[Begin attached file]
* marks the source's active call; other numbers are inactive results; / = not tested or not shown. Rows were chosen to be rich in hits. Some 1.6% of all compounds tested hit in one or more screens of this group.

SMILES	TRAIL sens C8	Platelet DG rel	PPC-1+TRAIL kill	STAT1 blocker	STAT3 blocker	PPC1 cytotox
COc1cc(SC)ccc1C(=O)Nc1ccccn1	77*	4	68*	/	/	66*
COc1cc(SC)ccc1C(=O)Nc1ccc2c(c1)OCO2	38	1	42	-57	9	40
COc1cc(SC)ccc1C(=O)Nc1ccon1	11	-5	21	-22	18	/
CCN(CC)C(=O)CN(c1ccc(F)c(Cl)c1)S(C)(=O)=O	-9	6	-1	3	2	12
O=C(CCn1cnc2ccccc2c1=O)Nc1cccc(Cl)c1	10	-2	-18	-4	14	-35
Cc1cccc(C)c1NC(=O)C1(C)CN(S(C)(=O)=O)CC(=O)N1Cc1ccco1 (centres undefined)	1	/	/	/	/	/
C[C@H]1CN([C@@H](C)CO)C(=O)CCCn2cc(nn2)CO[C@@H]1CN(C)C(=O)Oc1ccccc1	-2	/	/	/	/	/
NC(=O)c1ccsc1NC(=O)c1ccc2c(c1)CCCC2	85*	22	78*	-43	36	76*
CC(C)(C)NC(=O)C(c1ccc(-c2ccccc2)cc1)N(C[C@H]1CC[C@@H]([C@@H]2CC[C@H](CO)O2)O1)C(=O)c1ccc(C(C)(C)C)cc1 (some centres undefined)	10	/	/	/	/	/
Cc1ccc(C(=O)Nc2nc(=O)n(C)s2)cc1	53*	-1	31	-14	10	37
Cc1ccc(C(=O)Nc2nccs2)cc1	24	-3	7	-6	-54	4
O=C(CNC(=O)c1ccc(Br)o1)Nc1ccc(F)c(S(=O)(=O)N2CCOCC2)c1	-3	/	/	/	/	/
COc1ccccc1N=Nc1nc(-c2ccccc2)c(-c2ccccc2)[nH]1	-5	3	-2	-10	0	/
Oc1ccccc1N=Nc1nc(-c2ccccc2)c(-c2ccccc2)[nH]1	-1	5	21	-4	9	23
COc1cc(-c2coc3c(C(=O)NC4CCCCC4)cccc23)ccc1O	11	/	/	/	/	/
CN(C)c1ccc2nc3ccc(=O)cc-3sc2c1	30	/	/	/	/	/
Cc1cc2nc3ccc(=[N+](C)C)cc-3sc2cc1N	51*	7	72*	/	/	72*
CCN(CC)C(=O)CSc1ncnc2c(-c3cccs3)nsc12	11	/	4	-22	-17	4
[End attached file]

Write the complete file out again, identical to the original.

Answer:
* marks the source's active call; other numbers are inactive results; / = not tested or not shown. Rows were chosen to be rich in hits. Some 1.6% of all compounds tested hit in one or more screens of this group.

SMILES	TRAIL sens C8	Platelet DG rel	PPC-1+TRAIL kill	STAT1 blocker	STAT3 blocker	PPC1 cytotox
COc1cc(SC)ccc1C(=O)Nc1ccccn1	77*	4	68*	/	/	66*
COc1cc(SC)ccc1C(=O)Nc1ccc2c(c1)OCO2	38	1	42	-57	9	40
COc1cc(SC)ccc1C(=O)Nc1ccon1	11	-5	21	-22	18	/
CCN(CC)C(=O)CN(c1ccc(F)c(Cl)c1)S(C)(=O)=O	-9	6	-1	3	2	12
O=C(CCn1cnc2ccccc2c1=O)Nc1cccc(Cl)c1	10	-2	-18	-4	14	-35
Cc1cccc(C)c1NC(=O)C1(C)CN(S(C)(=O)=O)CC(=O)N1Cc1ccco1 (centres undefined)	1	/	/	/	/	/
C[C@H]1CN([C@@H](C)CO)C(=O)CCCn2cc(nn2)CO[C@@H]1CN(C)C(=O)Oc1ccccc1	-2	/	/	/	/	/
NC(=O)c1ccsc1NC(=O)c1ccc2c(c1)CCCC2	85*	22	78*	-43	36	76*
CC(C)(C)NC(=O)C(c1ccc(-c2ccccc2)cc1)N(C[C@H]1CC[C@@H]([C@@H]2CC[C@H](CO)O2)O1)C(=O)c1ccc(C(C)(C)C)cc1 (some centres undefined)	10	/	/	/	/	/
Cc1ccc(C(=O)Nc2nc(=O)n(C)s2)cc1	53*	-1	31	-14	10	37
Cc1ccc(C(=O)Nc2nccs2)cc1	24	-3	7	-6	-54	4
O=C(CNC(=O)c1ccc(Br)o1)Nc1ccc(F)c(S(=O)(=O)N2CCOCC2)c1	-3	/	/	/	/	/
COc1ccccc1N=Nc1nc(-c2ccccc2)c(-c2ccccc2)[nH]1	-5	3	-2	-10	0	/
Oc1ccccc1N=Nc1nc(-c2ccccc2)c(-c2ccccc2)[nH]1	-1	5	21	-4	9	23
COc1cc(-c2coc3c(C(=O)NC4CCCCC4)cccc23)ccc1O	11	/	/	/	/	/
CN(C)c1ccc2nc3ccc(=O)cc-3sc2c1	30	/	/	/	/	/
Cc1cc2nc3ccc(=[N+](C)C)cc-3sc2cc1N	51*	7	72*	/	/	72*
CCN(CC)C(=O)CSc1ncnc2c(-c3cccs3)nsc12	11	/	4	-22	-17	4